And it is notable that someone else quotes from Isaiah — not just quoting but actually reading, as I said earlier. And that is Christ himself, who, when he was given the scroll of the prophet Isaiah to read in the synagogue of Nazareth, found the very passage we heard this morning. And he not only read from it about the spirit of the Lord God and the anointing that would proclaim the Messiah — he not only read from the scroll but declared that it was fulfilled, then and there, in their hearing, in the presence of all who heard him read it. It was a proclamation that Messiah had come.
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Soon after, John the Baptist, believing but no doubt wanting to be assured, sent messengers himself to Jesus to ask if he was indeed the one — much as others had sent messengers to John to ask if he was the one! And Jesus gave to John’s messengers an answer similar to the one John gave to those who sought him out: look at what I am doing. And in Jesus’ case, he once again cataloged those evidences of God’s presence similar to the promises made in the passage from Isaiah: sight to the blind, healing to the disabled, release to the prisoners and captives. To comfort John with the assurance that Christ was indeed the one who was promised, he did not engage in a point by point Scriptural argument, but displayed his works of power — the power of God’s presence at work in him and through him, performing the signs of liberation that the prophet had promised. The evidence of God’s arrival is God’s work. This isn’t talk any more, but action.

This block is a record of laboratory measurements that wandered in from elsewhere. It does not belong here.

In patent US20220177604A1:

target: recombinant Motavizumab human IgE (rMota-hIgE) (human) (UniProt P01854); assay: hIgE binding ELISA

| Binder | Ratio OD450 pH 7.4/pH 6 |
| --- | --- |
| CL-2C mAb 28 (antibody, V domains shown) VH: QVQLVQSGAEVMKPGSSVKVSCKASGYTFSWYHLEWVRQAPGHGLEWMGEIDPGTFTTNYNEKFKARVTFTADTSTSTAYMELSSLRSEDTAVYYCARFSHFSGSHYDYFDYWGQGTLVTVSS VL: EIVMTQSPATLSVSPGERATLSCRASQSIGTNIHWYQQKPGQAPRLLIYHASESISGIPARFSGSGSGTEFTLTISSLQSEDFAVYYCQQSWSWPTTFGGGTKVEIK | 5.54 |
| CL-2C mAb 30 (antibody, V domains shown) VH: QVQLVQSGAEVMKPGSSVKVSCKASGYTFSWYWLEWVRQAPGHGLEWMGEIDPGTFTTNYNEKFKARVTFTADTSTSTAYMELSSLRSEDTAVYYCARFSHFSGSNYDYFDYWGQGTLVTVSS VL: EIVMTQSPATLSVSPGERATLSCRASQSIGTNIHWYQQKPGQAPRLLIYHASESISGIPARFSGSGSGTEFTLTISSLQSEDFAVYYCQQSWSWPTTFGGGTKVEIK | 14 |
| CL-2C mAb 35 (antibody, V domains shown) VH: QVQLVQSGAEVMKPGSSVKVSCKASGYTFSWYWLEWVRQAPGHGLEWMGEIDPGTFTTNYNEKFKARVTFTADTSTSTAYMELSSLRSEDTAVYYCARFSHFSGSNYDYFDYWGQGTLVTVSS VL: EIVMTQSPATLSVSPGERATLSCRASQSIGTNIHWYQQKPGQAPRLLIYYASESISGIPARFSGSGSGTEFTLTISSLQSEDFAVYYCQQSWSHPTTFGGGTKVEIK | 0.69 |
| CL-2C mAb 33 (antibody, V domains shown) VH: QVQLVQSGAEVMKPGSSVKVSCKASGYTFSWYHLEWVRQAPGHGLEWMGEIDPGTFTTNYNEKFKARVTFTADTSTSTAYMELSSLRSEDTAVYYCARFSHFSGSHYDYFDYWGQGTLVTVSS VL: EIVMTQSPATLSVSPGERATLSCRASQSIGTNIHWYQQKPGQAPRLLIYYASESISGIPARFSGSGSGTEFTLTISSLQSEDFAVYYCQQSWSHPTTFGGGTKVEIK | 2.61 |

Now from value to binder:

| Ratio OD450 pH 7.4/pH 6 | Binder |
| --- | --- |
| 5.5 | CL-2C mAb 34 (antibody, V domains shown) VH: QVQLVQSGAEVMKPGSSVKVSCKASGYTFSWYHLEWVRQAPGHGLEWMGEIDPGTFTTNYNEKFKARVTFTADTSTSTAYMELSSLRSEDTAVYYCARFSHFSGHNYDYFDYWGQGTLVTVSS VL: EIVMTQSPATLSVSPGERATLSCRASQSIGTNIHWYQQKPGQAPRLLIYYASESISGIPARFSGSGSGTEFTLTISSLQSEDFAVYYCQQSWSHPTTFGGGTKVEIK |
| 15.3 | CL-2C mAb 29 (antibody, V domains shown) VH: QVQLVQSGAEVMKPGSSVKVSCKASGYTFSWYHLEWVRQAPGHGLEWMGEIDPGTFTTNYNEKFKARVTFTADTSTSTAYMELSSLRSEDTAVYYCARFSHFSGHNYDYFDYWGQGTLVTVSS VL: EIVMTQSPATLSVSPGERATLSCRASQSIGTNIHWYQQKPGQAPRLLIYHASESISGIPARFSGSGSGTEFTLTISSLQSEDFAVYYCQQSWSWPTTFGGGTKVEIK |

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And God wants the same from us — action. It is very easy to talk about how much we love God, love the church, love our fellow Christians. But God wants more than talk: God wants us to put our hands to work as well. God wants us to proclaim in word and deed that same message of deliverance from bondage that Isaiah preached, that John the Baptist promised, and that Christ at the last brought into being. We live in a world that is still full of brokenhearted people — disappointed in their hopes and frustrated or maligned in their efforts to be and to do all that God intends for them. We live in a world that is still oppressed and hungry for good news; a world that is held captive by lust of possession that still works desolation, binding those enthralled by wealth and fame in chains — that while they seem to be made of gold, are cold iron underneath and weigh them down to the depths.
We live, in short, in a world that desperately needs to hear the proclamation of the year of the Lord’s favor, of the Lord’s forgiveness, of the Lord’s deliverance, and above all of the Lord’s arrival.
Will you do that? Not only in word but in deed? Will you proclaim with your lips and in your lives that God has come among us, and is among us still. Will you proclaim that Jesus lives, and that he reigns in your hearts and strengthens your hands to do his will? Will you follow up that proclamation with the hard work that shows that you mean every word you say, that what you proclaim with your lips is what you live in your lives? We, like John, may not be worthy to untie the thong of his sandals. But we can, like John, proclaim, and by our actions certify, that God is with us, acting through us, mighty in power and strong to save: even Jesus Christ our Lord.